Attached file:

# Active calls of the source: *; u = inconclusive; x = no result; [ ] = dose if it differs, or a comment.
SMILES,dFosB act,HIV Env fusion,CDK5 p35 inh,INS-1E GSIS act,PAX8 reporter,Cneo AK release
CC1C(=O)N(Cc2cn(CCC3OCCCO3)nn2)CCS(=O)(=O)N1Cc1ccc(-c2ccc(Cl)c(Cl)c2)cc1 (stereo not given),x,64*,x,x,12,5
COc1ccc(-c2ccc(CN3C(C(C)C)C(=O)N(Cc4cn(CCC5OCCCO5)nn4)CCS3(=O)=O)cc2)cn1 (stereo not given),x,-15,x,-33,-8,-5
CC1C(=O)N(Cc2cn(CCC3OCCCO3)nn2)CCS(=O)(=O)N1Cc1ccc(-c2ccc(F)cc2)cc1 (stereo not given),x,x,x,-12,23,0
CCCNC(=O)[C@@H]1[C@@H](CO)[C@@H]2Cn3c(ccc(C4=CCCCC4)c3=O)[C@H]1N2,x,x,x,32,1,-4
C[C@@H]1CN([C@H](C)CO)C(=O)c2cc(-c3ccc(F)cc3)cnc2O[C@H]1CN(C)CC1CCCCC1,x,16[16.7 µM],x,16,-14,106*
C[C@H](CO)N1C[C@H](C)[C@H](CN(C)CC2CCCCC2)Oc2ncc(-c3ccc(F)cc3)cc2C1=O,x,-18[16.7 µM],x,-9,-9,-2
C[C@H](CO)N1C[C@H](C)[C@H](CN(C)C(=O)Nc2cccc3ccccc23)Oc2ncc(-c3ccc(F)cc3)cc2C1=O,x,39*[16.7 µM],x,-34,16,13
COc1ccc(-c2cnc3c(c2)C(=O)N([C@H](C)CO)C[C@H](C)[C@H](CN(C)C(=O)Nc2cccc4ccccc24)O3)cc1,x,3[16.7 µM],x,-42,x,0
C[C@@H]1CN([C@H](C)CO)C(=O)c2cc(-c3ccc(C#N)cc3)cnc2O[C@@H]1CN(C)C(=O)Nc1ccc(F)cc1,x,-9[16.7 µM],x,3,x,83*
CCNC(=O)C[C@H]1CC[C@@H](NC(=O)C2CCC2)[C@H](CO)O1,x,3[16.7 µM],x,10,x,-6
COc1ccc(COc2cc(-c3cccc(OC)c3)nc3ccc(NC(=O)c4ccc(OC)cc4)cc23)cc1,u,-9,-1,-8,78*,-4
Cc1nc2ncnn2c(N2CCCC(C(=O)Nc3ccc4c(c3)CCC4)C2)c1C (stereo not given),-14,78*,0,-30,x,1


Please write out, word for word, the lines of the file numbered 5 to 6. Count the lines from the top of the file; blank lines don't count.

CC1C(=O)N(Cc2cn(CCC3OCCCO3)nn2)CCS(=O)(=O)N1Cc1ccc(-c2ccc(F)cc2)cc1 (stereo not given),x,x,x,-12,23,0
CCCNC(=O)[C@@H]1[C@@H](CO)[C@@H]2Cn3c(ccc(C4=CCCCC4)c3=O)[C@H]1N2,x,x,x,32,1,-4